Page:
Next to any busy marketplace, roadside or a village carnival in Bangladesh, Pakistan or India and you’ll see people in little stalls making fresh hot Jilebi. They are a little like funnel cakes but more delicate and crispy. There’s nothing like eating hot Jilebis. It’s better than hot Krispy Kremes! They melt in your mouth in a little explosion of sweetness and crunchiness. Of course, you can also buy them at fancier establishments, restaurants or sweet shoppes, but the road side ones are the best. I miss that here. Sometimes when the nostalgia gets to be too much, I just make my own. We were invited to dinner at a friend’s house. I offered to bring dessert just so I could have an excuse to make Jilebis. The problem was that I ate quite a few of them even as I was making them. I finally had to stop so I’d have enough to take to the dinner.
It took me a while to get all the proportions right and to figure out what tool to use to actually expel my batter into the oil to make the jilebi shapes. It also took a lot of trial and error to make them taste like the roadside Jilebis. I think I finally got it. You try it out and let me know.
Here’s the recipe:
1/2 cup all purpose flour (maida)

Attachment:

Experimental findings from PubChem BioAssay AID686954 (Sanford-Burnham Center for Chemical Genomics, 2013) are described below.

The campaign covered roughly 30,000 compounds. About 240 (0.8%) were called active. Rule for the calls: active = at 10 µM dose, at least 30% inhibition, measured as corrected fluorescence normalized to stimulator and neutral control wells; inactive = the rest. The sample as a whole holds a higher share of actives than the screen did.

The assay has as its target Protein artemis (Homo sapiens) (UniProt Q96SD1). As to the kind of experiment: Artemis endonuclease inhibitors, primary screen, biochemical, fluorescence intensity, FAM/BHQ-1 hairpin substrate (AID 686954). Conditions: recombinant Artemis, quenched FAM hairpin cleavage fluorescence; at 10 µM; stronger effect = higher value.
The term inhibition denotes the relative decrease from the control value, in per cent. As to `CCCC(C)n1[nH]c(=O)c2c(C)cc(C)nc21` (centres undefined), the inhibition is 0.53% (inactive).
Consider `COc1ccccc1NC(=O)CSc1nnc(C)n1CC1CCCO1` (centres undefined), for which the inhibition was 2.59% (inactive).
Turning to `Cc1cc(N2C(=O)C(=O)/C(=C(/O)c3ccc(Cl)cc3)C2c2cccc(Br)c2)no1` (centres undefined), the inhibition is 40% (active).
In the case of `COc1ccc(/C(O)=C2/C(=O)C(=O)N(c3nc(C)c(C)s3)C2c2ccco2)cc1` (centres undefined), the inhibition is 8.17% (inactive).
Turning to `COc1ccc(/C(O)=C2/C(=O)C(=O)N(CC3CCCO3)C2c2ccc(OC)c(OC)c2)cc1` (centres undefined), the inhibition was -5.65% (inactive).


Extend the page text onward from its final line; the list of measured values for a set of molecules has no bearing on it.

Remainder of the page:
1-2 tsp of chick pea flour (Besan)
1/2 tsp dry active yeast
1/2 tsp sugar
1/2 tsp oil
1/2 cup of warm water
oil for frying
1 cup sugar
1/2 cup water
2 crushed cardamom pods
3-4 strands of saffron (optional)
1 tsp lemon juice (to keep it from crystallizing)
Assemble the Jilebi:
In a small bowl add the water, sugar and yeast and let it sit for about 3-5 minutes until it’s all foamy and bubbly. In a separate bowl, mix the two flours and the oil. Slowly add in the proofed yeast while stirring the flour mixture until it’s smooth. Consistency should be like a pancake batter. Make sure there are no lumps. Let it sit covered for about 1 hour.
Make the syrup:
Before getting the batter ready for frying, assemble all the ingredients for the syrup and bring to a boil. Turn it to the lowest setting and let it simmer for about 5-8 minutes. Turn off heat.
Making the Jilebi (this goes fast so have everything ready to go):
Preheat oil. Test readiness by putting a little of the jilebi mixture in the oil and if it floats to the top right away it’s ready. Make sure not to overheat the oil. Pour the jilebi mixture into a squeeze bottle or a ziplock bag with a tip cut out to make a small hole. The mixture will be slightly stringy and elastic. If using a squeeze bottle from a baking store, try the Wilton decorating tip number seven. It’s the perfect size hole plus the bottle and tip only cost about $2 and you can use the bottle for tons of different things. Using a circular motion and even pressure put batter into the hot oil. Fry until golden brown and set it over some paper towels to absorb excess oil. While jilebi is still hot put it in the warm syrup to coat both sides and take it out immediately. Best served hot. But if you must have some later (if there is any left), please heat in the oven and not the microwave so it retains the crispy texture.